in Houston, Texas
Texas state payroll shrinks, though not in higher ed or at the DMV
Thursday, Nov 01, 2012, 12:10PM CST
By Mark Lisheron
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Social services, criminal justice and education were largely responsible for reducing the state payroll by ½ a percent in the past fiscal quarter in Texas.

The reduction of 1,620 full-time positions, bringing the total down from 297,502.9 positions, was nearly offset by the addition of 1,587.6 positions in the state’s institutions of higher education, according to a new report by the state Auditor comparing employment in the previous quarter to the same period in 2011. (See a chart tracking the change here.)

While total higher education staffing increased by 1.1 percent to 148,557.9 full-time equivalencies, the number of administrators jumped by 2.4 percent over the same period a year ago to 3,023.6 positions.

The Department of Aging and Disability Services reduced its staff over a year to 16,878.8 positions. The reduction of 721.2 positions was the biggest single loss for a state agency, according to the study.

The Texas Department of Criminal Justice and Juvenile Justice Department dropped a combined 1,101.7 jobs from the end of August 2011.

The Texas Education Agency, which began laying off employees during a tough legislative session on public education in 2011, reduced staff by 226.2 to 701.6 positions, a 24.4 percent drop, the highest percentage decrease among major departmental employers.

The Texas House under Speaker Joe Straus and the Senate, headed by Lt. David Dewhurst, both conservative Republicans who have called for smaller state government, made double-digit percentage reductions, shedding more than 100 employee positions each.

It is important to note that in June through August of 2011 the Legislature was just completing a session and in the same quarter this year the Legislature had been adjourned for more than a year.

The Department of Public Safety, in the midst of a $63 million spending spree to open driver’s license megacenters across the state, brought its staffing to 8,692.8 positions by adding 347 jobs, more than any state agency.

Texas state employees


The Department of Motor Vehicles grew its staff by 151.3 positions to 730.2 positions or 26.1 percent, the highest percentage increase of any major state agency.

Governor Rick Perry, another high-profile, small government conservative, added 3.9 positions in a year, bringing his staff to 264.1 positions.

Attorney General Greg Abbott, whose staff handled a Supreme Court challenge to Obamacare that was not upheld and a Supreme Court redistricting fight this year, increased his office’s staffing by .3 percent, 13.7 positions added to a staff of 4,057.2 positions.

The General Land Office, headed by conservative Land Commissioner Jerry Patterson, who is running for lieutenant governor in 2014, boosted his staff by 20.9 positions or 3.6 percent to 600.9 positions.

However, Patterson’s agency was called on in August of 2011 to take over nearly $3 billion in federal funding that had not yet been distributed in relief for the victims of Hurricane Ike in 2008.

The Department of Rural Affairs, one of the agencies criticized for its handling of the Hurricane Ike funding, was abolished by the Legislature, a reduction of all of its 70.6 positions, the Auditor’s report says.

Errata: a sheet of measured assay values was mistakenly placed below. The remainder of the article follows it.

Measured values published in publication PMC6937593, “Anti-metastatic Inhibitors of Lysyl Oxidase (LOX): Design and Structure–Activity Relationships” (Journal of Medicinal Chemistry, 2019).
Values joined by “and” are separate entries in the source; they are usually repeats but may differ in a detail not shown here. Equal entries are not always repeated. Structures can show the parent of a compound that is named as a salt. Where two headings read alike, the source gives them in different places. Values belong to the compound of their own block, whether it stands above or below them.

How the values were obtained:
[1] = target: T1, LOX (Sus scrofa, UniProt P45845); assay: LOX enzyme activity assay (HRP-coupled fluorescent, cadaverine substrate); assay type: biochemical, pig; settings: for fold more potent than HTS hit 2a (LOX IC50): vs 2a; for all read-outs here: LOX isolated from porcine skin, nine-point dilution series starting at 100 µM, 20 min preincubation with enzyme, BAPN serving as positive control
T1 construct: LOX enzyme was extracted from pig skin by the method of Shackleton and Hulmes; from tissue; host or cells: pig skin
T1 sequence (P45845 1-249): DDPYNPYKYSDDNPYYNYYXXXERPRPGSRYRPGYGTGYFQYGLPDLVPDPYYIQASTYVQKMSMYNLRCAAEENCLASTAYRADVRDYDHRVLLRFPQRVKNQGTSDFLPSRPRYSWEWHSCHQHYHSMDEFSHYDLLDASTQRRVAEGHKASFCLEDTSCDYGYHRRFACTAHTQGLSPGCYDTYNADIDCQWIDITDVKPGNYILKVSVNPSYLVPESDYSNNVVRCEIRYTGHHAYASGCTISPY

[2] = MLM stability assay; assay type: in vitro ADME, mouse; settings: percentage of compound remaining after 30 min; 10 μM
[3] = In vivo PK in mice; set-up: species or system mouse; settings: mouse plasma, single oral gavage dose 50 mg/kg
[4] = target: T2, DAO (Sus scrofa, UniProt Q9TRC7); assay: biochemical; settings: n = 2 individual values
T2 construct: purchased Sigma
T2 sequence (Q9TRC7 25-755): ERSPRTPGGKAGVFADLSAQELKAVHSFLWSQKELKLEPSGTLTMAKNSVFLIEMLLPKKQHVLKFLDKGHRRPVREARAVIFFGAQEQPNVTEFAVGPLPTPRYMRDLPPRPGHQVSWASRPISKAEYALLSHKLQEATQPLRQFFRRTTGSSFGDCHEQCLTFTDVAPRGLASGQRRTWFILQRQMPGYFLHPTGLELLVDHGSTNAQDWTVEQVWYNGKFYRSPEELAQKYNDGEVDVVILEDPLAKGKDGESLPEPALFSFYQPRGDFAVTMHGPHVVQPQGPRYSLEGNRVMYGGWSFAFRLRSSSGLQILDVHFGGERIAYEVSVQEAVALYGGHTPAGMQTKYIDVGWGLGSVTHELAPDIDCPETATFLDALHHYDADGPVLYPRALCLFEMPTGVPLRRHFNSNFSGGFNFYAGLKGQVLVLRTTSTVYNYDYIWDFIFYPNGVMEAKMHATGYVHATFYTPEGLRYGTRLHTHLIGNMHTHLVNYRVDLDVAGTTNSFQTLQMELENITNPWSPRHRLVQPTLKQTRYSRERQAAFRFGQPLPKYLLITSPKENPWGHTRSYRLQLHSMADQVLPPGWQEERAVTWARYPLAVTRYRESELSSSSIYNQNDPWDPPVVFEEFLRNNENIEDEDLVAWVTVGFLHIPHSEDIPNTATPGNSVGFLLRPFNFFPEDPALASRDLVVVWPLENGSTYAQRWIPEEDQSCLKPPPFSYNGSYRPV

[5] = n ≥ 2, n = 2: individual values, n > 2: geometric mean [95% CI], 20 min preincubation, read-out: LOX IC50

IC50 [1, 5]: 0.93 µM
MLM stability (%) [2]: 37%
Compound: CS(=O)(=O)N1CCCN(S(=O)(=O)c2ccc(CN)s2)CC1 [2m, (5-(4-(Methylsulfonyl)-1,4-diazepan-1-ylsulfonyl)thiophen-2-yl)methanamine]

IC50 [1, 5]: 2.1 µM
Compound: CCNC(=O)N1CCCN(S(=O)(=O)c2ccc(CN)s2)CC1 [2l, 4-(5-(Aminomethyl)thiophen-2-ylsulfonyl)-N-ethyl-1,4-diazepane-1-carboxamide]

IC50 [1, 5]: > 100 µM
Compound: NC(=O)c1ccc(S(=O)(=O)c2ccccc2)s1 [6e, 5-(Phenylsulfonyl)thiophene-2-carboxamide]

The other agency with Ike responsibilities, the Department of Housing and Community Affairs, lost 52.2 or 14.4 percent of its staff during the same period. Michael Gerber, the executive director of the agency, resigned at the end of August of 2011.

***
Contact Mark Lisheron at 512-299-2318 or mark@texaswatchdog.org or on Twitter at @marktxwatchdog.

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Photo of Texas state Capitol dome by flickr user victorfe places, used via a Creative Commons license.

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Comments
Whitney Brewster - Executive Director, TxDMV
Tuesday, 11/06/2012 - 09:00AM

While reading your article regarding the change in employees as reported by the State Auditor’s Office, I was concerned with your characterization of the change in the number of employees at the Texas Department of Motor Vehicles (TxDMV). As you know, numbers do not provide context. While the TxDMV did see a change in its employee counts, it was not because we added new positions to the state payroll. In January, the Legislature transferred the Oversize and Overweight Permitting Division from the Texas Department of Transportation (TxDOT) to the TxDMV, which increased the authorized employee count by 116. There was also an offsetting reduction in positions at TxDOT. This brought the number of TxDMV employees to 730, which remains below the authorized allotment of 763 positions.

The state auditor's report is a snapshot in time as employees retire, new hires are made, and in some cases, positions are left unfilled, which can cause any agency's employee count to fluctuate every month. However, our main concern is that the story's headline and the paragraph about TxDMV leaves readers with the impression that this agency, in austere times, is costing taxpayers more money. It is not. A job function and its employees were transferred to TxDMV, raising our number of employees.

What may be of more interest to taxpayers is that for every $1 the TxDMV spends, it returns more than $10 in state revenue. Our employees are proud of the work they do and the fact their work brings in revenue to help build and maintain Texas' transportation infrastructure.

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